We can expect software vendors to increasingly offer transaction-based licensing. Here the user organisation might purchase an entitlement for a set number of licenses over a period of time, and will be looking for the intelligence to identify whether they have correctly predicted their requirements. This will, once again, shift both the focus of SAM programmes and the requirements placed on the SAM solutions deployed.

The licensing changes described above demand an evolution in SAM tools more radical than anything the industry has seen in the last five years. Whereas once having Windows discovery was sufficient to claim activity in Software Asset Management, the mechanics of an effective SAM tool is changing extremely quickly.

For example, it will no longer be enough for agents to simply discover the applications physically installed on a desktop. They will also need to monitor the use of cloud-based applications by individual users and perhaps even start to track individual transactions rather than overall activity levels.

What next for SAM experts?

Looking ahead to the coming 18 months, SAM professionals can expect to see the capability to monitor usage for transaction-based licensing and other new capabilities becoming increasingly available. For instance, automated re-harvesting may soon be commonplace. This will take the form of a license automation agent capable of monitoring access rates to different software solutions and actively tracking usage patterns. It may even have the ability to uninstall unnecessary applications and make their spare licenses available to others with a greater need.

For example, if a user has access to Salesforce and records show that the application has only been used once in a three month period, automated re-harvesting could be set up to alert IT to the situation. Then the user would receive an email asking for confirmation of the need for the subscription. If no response was received, the application would be uninstalled automatically and the license entitlement added to an available 'pool' for another subscriber to utilise. In this way organisations can be sure that their entitlements are being used in the most efficient way and avoid incurring the extra administration costs of manually checking usage levels.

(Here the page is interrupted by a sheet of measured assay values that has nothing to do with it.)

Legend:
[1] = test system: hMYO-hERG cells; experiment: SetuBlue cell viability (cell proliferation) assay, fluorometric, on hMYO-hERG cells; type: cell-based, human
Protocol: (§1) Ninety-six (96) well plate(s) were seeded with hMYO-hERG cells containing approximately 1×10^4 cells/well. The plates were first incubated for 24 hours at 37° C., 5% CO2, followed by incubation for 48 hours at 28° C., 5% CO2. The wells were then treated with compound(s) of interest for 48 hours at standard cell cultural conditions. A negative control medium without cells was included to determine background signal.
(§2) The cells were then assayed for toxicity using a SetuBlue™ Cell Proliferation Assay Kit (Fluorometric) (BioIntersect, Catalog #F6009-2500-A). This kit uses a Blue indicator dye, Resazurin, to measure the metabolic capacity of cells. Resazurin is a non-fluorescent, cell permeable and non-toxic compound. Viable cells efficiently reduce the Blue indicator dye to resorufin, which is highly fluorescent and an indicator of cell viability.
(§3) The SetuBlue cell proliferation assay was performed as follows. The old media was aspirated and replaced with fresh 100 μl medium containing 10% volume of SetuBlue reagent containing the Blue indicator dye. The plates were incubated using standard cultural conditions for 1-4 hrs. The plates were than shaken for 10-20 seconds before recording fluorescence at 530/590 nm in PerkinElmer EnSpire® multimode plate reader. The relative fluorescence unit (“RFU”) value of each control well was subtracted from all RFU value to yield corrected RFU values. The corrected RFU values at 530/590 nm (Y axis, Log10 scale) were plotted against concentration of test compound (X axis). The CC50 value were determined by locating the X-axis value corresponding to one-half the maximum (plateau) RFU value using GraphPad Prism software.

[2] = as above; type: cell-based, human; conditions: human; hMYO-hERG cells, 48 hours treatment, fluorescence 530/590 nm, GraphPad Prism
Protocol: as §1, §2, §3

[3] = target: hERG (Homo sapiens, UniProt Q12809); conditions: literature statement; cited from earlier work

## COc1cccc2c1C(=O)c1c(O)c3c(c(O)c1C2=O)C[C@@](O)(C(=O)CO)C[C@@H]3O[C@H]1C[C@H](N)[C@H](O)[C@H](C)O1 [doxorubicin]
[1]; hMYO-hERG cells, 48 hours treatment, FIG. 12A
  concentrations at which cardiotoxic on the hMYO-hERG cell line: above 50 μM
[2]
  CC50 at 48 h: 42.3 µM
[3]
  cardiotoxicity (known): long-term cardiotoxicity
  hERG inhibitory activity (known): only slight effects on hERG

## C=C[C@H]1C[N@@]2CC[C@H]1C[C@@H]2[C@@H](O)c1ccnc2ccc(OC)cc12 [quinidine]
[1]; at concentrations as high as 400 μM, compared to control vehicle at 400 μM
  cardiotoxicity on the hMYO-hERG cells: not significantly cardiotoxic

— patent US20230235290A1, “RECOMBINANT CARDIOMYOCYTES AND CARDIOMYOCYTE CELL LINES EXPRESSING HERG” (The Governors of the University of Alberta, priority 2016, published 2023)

In addition, licensing logic built into the next generation of SAM solutions will help users become aware of their entitlements and ensure they get maximum value from negotiated contracts. This is valuable because it is not a requirement of the software vendor to inform users pro-actively of the terms of their licensing agreements.

For instance, Microsoft users will have the intelligence to know whether specific users are entitled to free software upgrades, e.g. for Office 2013, as part of their original licensing agreement. Alternatively, they will have the potential to run simulations to calculate exactly what their licensing obligations and costs should be for specific vendors to prevent over-purchasing.

Finally, we will see the more advanced SAM solutions become more like their Business Intelligence cousins, where planning, forecasting and 'what if' analyses become a larger part of the offering – again helping SAM managers not only to ensure compliance, but also to deliver real value back to the organisation in terms of cost-avoidance and asset optimisation.

Functionality like this will help to make software asset management a business requirement in its own right. As the shift away from policing and compliance continues to gather pace, and proactive cost control and optimisation are becoming more and more integral, SAM solutions will become the ultimate source of independent verification. Rather than simply helping to limit the financial impact of a software audit, they will allow companies to predict future consumption levels, to provide ongoing intelligence about actual usage levels, and ensure they are getting what every company wants - real value for money.

Peter Bjorkman is CTO of Snow Software and an expert in software asset management. For more information, visit www.snowsoftware.com